Raw and waste plant materials as sources of fungi with epoxide hydrolase activity. Application to the kinetic resolution of aryl and alkyl glycidyl ethers
Authors: Dolcet, M; Torres, M; Canela-Garayoa, R
HERO ID: 4670341
The by-products of olive oil production can be used as sources of microbial strains. Penicillium sp., . . .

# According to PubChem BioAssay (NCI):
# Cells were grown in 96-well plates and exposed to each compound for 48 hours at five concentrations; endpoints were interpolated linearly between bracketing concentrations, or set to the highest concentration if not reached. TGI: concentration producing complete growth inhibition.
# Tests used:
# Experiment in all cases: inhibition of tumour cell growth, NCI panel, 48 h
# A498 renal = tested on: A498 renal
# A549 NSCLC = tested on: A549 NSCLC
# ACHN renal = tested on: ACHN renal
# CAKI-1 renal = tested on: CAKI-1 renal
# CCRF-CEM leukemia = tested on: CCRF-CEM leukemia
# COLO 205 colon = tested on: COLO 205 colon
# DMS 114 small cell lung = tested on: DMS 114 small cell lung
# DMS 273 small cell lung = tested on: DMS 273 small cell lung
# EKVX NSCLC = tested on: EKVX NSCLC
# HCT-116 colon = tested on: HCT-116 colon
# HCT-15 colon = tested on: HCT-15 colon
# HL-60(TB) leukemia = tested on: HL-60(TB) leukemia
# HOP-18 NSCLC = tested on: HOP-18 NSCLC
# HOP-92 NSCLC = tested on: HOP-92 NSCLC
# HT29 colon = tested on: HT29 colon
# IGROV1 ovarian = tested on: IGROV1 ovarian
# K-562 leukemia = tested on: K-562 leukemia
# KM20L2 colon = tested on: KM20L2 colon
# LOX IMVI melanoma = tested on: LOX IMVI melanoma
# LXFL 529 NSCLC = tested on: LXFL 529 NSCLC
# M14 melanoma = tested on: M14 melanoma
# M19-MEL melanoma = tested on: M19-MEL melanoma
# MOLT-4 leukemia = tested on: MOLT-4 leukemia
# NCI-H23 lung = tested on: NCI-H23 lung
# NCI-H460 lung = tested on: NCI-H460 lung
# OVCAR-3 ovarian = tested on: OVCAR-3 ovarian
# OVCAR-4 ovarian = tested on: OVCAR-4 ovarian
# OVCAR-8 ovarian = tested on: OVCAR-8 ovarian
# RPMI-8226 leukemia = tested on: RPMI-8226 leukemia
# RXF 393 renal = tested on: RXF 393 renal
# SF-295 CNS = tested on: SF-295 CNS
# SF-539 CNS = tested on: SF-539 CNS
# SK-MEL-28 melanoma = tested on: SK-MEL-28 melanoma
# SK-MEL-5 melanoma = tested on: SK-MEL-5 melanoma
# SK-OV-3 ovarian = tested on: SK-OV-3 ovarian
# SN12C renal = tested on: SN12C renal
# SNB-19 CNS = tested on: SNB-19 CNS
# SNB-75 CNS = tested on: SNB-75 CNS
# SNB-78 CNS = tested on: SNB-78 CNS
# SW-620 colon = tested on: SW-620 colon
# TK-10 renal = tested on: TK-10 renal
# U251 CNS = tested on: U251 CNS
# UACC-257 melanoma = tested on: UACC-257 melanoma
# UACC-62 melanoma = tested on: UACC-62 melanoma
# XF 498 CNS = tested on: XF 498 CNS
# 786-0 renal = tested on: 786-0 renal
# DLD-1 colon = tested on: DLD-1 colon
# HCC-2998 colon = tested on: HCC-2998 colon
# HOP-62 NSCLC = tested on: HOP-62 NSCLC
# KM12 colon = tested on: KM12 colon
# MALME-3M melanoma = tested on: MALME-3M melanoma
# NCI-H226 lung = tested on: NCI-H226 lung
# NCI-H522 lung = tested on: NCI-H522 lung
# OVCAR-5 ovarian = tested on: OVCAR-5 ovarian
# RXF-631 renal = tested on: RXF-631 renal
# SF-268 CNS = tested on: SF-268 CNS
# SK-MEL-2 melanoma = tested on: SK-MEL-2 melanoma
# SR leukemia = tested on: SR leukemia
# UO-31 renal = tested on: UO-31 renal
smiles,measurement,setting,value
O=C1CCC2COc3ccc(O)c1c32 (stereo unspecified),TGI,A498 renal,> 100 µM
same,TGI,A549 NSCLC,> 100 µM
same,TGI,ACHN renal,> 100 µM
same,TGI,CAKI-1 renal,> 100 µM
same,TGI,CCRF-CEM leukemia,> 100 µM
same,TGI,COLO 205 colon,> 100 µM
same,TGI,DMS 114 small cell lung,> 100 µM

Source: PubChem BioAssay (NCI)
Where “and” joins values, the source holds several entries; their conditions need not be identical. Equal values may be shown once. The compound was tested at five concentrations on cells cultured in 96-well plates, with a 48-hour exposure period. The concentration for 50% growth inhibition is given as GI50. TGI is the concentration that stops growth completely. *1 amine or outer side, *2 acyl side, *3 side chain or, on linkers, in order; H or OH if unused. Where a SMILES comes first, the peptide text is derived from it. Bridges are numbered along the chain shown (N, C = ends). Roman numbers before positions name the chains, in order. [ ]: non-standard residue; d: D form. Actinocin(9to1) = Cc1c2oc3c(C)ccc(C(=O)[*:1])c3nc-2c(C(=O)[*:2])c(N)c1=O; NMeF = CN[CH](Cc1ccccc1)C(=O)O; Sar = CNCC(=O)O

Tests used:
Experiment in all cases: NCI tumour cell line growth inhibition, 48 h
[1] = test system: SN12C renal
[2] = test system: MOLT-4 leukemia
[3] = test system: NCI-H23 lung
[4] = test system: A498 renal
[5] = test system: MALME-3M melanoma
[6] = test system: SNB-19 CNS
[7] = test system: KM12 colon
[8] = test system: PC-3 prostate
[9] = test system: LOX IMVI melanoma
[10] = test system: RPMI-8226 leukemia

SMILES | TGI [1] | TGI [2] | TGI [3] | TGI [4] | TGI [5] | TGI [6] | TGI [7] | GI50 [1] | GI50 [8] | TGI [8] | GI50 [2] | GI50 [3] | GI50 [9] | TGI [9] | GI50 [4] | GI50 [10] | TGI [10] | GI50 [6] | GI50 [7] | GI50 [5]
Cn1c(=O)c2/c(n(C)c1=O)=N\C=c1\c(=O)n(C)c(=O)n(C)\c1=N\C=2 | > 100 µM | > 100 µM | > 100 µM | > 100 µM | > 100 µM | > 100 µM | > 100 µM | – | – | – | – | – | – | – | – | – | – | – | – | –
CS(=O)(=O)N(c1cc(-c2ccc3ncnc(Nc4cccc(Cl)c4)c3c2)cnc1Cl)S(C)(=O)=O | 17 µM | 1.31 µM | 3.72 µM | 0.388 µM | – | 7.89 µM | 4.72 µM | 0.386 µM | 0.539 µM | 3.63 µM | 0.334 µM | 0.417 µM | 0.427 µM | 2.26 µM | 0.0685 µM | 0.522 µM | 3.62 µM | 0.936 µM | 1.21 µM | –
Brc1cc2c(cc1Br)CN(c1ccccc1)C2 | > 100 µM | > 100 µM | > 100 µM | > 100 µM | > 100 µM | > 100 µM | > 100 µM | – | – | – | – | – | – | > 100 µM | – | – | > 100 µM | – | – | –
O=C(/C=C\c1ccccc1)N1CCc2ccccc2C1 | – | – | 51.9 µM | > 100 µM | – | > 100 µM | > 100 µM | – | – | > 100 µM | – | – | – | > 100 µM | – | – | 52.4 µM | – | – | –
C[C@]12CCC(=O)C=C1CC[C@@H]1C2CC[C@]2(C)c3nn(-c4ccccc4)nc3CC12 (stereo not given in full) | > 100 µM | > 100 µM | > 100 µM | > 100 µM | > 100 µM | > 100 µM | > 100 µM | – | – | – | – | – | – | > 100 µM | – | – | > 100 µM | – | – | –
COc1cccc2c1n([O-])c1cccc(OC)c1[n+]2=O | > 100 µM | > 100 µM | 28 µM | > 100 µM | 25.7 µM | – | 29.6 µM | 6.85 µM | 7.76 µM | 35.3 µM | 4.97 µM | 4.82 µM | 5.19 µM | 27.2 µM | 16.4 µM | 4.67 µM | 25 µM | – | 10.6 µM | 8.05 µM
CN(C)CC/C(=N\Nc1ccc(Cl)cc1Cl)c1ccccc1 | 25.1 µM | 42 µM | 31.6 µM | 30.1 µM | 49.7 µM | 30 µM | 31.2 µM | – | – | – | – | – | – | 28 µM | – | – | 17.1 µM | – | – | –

The by-products of olive oil production can be used as sources of microbial strains. Penicillium sp., Aspergillus terreus, Penicillium aurantiogriseum, Aspergillus tubingensis and Aspergillus niger were selected on the basis of their epoxide-hydrolyzing activity towards racemic rac-glycidyl phenyl ether. We studied the effect on enzymatic activity of adding styrene oxide to the growth medium. It induced the biosynthesis of epoxide hydrolases and reduced cell growth. The resolution capacity of the five fungi was tested on rac-glycidyl phenyl ether, rac-benzyl glycidyl ether, rac-1,2-epoxyhexane and rac-1,2-epoxyoctane. The resolution of rac-glycidyl phenyl ether by A. niger, rac-benzyl glycidyl ether by P. aurantiogriseum and A. terreus, rac-1,2-epoxyhexane by A. tubingensis and rac-1,2-epoxyoctane by A. terreus provided (S)-3-phenoxy-1,2-propanediol (45.1% yield, 51.4% ee), (R)-3-benzyloxy-1,2-propanediol (40.8% yield, 43.3% ee), (S)-3-benzyloxy1,2-propanediol (45.4% yield, 45.6% ee), (R)-1,2-hexanediol (70.4% yield, 24.4% ee) and (R)-1,2-octanediol (21.4% yield, 27.5% ee), respectively. The (R)-enantiopreference of the epoxide hydrolases from P. aurantiogriseum is unprecedented.